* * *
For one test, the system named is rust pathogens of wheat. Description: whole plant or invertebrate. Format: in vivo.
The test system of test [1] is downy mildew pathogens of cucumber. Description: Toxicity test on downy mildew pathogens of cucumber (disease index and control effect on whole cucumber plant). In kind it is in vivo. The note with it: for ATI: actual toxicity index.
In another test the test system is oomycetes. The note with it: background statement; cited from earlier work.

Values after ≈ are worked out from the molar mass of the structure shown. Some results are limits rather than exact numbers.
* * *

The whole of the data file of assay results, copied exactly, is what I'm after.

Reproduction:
For one test, the system named is rust pathogens of wheat. Description: whole plant or invertebrate. Format: in vivo.
The test system of test [1] is downy mildew pathogens of cucumber. Description: Toxicity test on downy mildew pathogens of cucumber (disease index and control effect on whole cucumber plant). In kind it is in vivo. The note with it: for ATI: actual toxicity index.
In another test the test system is oomycetes. The note with it: background statement; cited from earlier work.

Values after ≈ are worked out from the molar mass of the structure shown. Some results are limits rather than exact numbers.